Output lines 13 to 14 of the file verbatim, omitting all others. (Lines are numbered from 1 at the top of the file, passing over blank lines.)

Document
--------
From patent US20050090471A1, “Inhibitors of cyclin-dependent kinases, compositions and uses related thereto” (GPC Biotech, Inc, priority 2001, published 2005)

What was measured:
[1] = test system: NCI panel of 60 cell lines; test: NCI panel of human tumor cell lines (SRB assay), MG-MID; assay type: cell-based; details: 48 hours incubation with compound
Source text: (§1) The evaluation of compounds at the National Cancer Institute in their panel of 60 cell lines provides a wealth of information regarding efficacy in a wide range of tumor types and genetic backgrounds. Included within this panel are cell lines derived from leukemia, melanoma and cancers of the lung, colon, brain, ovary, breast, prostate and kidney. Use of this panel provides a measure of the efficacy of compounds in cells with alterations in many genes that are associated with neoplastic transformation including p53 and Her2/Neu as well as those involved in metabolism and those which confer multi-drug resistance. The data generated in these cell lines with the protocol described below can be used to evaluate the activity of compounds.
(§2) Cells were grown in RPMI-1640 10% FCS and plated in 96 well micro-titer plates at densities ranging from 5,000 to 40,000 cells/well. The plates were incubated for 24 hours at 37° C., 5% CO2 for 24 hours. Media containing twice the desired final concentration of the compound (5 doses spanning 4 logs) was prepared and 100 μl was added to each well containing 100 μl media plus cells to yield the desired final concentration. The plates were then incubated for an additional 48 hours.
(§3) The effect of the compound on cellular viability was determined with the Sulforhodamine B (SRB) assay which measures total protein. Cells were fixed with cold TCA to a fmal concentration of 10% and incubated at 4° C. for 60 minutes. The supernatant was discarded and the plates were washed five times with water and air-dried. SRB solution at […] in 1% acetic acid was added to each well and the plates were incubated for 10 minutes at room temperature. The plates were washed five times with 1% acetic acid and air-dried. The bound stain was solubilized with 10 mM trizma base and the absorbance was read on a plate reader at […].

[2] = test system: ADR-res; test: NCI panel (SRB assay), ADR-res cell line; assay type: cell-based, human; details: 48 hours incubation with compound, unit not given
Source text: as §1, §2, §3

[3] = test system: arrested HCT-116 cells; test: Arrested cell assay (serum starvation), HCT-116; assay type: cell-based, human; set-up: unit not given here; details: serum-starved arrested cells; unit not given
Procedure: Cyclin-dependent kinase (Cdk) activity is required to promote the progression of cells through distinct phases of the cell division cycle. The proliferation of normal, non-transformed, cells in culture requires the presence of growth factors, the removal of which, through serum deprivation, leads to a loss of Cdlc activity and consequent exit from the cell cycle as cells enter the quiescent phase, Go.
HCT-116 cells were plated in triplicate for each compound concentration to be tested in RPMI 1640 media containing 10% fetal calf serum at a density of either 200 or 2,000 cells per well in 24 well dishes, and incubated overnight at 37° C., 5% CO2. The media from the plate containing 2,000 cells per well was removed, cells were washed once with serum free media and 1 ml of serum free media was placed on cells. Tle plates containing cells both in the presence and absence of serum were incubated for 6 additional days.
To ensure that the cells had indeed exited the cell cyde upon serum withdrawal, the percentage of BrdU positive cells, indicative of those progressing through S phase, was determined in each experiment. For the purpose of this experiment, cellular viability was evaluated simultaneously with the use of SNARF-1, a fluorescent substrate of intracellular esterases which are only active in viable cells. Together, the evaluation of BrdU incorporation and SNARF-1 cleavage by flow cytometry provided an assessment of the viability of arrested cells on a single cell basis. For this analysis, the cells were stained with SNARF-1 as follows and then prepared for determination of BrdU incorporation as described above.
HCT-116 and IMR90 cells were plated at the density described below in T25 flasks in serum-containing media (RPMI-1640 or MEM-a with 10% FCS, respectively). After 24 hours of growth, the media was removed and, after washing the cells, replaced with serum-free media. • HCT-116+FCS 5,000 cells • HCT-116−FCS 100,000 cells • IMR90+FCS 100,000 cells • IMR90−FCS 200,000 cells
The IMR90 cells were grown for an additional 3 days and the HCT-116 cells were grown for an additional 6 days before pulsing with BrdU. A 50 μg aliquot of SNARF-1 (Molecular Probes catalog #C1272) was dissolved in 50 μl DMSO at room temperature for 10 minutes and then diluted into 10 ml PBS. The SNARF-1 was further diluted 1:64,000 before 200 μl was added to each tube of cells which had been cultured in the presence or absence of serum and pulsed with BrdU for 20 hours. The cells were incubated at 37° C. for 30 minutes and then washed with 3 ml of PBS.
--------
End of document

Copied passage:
HCT-116 and IMR90 cells were plated at the density described below in T25 flasks in serum-containing media (RPMI-1640 or MEM-a with 10% FCS, respectively). After 24 hours of growth, the media was removed and, after washing the cells, replaced with serum-free media. • HCT-116+FCS 5,000 cells • HCT-116−FCS 100,000 cells • IMR90+FCS 100,000 cells • IMR90−FCS 200,000 cells
The IMR90 cells were grown for an additional 3 days and the HCT-116 cells were grown for an additional 6 days before pulsing with BrdU. A 50 μg aliquot of SNARF-1 (Molecular Probes catalog #C1272) was dissolved in 50 μl DMSO at room temperature for 10 minutes and then diluted into 10 ml PBS. The SNARF-1 was further diluted 1:64,000 before 200 μl was added to each tube of cells which had been cultured in the presence or absence of serum and pulsed with BrdU for 20 hours. The cells were incubated at 37° C. for 30 minutes and then washed with 3 ml of PBS.